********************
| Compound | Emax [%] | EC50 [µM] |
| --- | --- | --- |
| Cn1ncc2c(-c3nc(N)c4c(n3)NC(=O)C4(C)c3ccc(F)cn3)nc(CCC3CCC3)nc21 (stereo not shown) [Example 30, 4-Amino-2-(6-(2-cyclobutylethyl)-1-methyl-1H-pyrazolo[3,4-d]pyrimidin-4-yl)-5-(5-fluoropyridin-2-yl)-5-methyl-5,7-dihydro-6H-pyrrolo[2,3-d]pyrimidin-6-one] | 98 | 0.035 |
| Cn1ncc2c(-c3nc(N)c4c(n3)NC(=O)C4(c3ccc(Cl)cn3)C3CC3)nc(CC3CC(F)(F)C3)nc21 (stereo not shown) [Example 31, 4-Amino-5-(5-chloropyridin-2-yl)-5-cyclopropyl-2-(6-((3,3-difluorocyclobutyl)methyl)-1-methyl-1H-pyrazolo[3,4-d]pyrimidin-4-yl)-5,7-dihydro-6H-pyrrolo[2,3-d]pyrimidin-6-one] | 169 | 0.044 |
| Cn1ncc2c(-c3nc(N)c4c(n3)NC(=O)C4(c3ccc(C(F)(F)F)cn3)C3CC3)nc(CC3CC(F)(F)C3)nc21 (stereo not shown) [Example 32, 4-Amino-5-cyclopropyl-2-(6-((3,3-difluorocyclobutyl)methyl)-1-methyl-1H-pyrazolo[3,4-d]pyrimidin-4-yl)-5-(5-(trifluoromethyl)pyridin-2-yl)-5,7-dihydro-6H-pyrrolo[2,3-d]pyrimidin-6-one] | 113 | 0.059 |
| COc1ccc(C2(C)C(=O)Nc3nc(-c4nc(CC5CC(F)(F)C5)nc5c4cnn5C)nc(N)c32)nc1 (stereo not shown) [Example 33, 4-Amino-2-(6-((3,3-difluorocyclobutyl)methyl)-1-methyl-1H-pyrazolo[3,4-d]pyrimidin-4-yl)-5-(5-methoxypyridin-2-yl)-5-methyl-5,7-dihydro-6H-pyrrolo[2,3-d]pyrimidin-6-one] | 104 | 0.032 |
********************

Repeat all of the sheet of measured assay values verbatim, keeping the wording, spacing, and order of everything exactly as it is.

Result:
| Compound | Emax [%] | EC50 [µM] |
| --- | --- | --- |
| Cn1ncc2c(-c3nc(N)c4c(n3)NC(=O)C4(C)c3ccc(F)cn3)nc(CCC3CCC3)nc21 (stereo not shown) [Example 30, 4-Amino-2-(6-(2-cyclobutylethyl)-1-methyl-1H-pyrazolo[3,4-d]pyrimidin-4-yl)-5-(5-fluoropyridin-2-yl)-5-methyl-5,7-dihydro-6H-pyrrolo[2,3-d]pyrimidin-6-one] | 98 | 0.035 |
| Cn1ncc2c(-c3nc(N)c4c(n3)NC(=O)C4(c3ccc(Cl)cn3)C3CC3)nc(CC3CC(F)(F)C3)nc21 (stereo not shown) [Example 31, 4-Amino-5-(5-chloropyridin-2-yl)-5-cyclopropyl-2-(6-((3,3-difluorocyclobutyl)methyl)-1-methyl-1H-pyrazolo[3,4-d]pyrimidin-4-yl)-5,7-dihydro-6H-pyrrolo[2,3-d]pyrimidin-6-one] | 169 | 0.044 |
| Cn1ncc2c(-c3nc(N)c4c(n3)NC(=O)C4(c3ccc(C(F)(F)F)cn3)C3CC3)nc(CC3CC(F)(F)C3)nc21 (stereo not shown) [Example 32, 4-Amino-5-cyclopropyl-2-(6-((3,3-difluorocyclobutyl)methyl)-1-methyl-1H-pyrazolo[3,4-d]pyrimidin-4-yl)-5-(5-(trifluoromethyl)pyridin-2-yl)-5,7-dihydro-6H-pyrrolo[2,3-d]pyrimidin-6-one] | 113 | 0.059 |
| COc1ccc(C2(C)C(=O)Nc3nc(-c4nc(CC5CC(F)(F)C5)nc5c4cnn5C)nc(N)c32)nc1 (stereo not shown) [Example 33, 4-Amino-2-(6-((3,3-difluorocyclobutyl)methyl)-1-methyl-1H-pyrazolo[3,4-d]pyrimidin-4-yl)-5-(5-methoxypyridin-2-yl)-5-methyl-5,7-dihydro-6H-pyrrolo[2,3-d]pyrimidin-6-one] | 104 | 0.032 |